The debt counselling process involves the review and restructuring of your current debts, and offers some benefits (such as protection from creditors) while this review is taking place. However, some debts, such as those for which legal action has already been launched, may not be included in the review process, leaving you vulnerable as a result. This consideration highlights the importance of applying for debt counselling as early as possible to ensure that all your debts are included.

Protection from creditors is not absolute

While one of the major benefits and purposes of the debt counselling process as laid out by the NCA is to protect consumers from harassment and legal action by creditors while the review process is underway, there is unfortunately a loophole in the legalities of the process that allows for creditors to ‘withdraw’ after a period of sixty days by issuing a notice to the borrower, the debt counsellor, and the NCR. After doing so, these creditors are then free to initiate legal proceedings regardless of whether or not the borrower in question has completed the debt counselling process.

Debt counselling offers protection against further indebtedness

One of the greatest advantages of debt counselling can be found in its extension of the ‘in duplum’ common law, which in its original form puts a limit on accrued interest once this amount has reached a level equal to the amount originally owed. For a person in debt counselling, even further restrictions are placed on the amount of interest a creditor can charge on an account in arrears, making it more difficult for such mounting costs to drive you further into over-indebtedness.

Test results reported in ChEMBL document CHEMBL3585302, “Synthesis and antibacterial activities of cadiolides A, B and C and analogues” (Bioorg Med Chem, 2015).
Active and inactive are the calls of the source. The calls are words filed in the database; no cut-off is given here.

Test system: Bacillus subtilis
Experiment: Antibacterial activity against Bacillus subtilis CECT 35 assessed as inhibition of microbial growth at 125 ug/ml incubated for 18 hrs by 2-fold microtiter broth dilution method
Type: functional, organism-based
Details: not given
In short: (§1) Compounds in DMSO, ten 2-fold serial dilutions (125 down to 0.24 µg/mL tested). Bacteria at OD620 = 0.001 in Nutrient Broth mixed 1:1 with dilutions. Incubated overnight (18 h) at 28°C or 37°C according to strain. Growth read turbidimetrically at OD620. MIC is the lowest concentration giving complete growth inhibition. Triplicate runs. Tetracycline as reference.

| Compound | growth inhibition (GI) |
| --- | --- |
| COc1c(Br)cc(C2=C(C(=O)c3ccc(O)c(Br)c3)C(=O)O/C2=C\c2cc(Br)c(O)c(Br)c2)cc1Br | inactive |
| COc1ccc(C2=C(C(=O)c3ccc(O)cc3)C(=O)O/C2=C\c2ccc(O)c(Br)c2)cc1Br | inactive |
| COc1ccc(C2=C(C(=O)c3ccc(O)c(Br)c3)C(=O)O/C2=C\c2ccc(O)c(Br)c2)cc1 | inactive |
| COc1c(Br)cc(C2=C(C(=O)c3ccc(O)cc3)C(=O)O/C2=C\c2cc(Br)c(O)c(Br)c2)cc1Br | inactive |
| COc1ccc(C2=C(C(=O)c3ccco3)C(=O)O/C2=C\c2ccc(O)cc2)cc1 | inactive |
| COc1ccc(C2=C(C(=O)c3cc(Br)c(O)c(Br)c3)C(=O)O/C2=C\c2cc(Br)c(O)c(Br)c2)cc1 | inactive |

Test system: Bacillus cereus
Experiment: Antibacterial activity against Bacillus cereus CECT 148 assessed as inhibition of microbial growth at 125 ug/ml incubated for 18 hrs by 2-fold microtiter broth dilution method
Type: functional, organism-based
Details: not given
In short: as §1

There is no option to access more credit

Once a borrower is in debt counselling, the NCA regulations stipulate that registered credit providers may not issue any further loans to the person in question (with the possible exception of a debt consolidation loan, which does not lead to further indebtedness). This means that, until you are issued a debt clearance certificate by your debt counsellor (a process that can take anywhere from months to years depending on the amount of debt you owe) you will be restricted from taking out any further loans, restricting the availability of funds quite significantly.

Different debt counsellors offer different services

Due to the popularity of the debt counselling system, the number of debt counsellors offering their services to the public has increased dramatically in recent years. Of course, this means that competency, education, and qualification levels can differ greatly. Finding a good debt counsellor, then, can require some searching, and requires great care to ensure that the person you choose will be able to help you effectively.

Debt counselling does not automatically get you out of debt

A common misconception when it comes to debt counselling is that it provides an easy way for people to shift responsibility for their debts onto someone else’s shoulders (in this case, the debt counsellor). While debt counselling does provide much needed assistance to the over-indebted, the responsibility for paying off debt remains squarely on the shoulders of the borrower, who should by no means neglect that responsibility.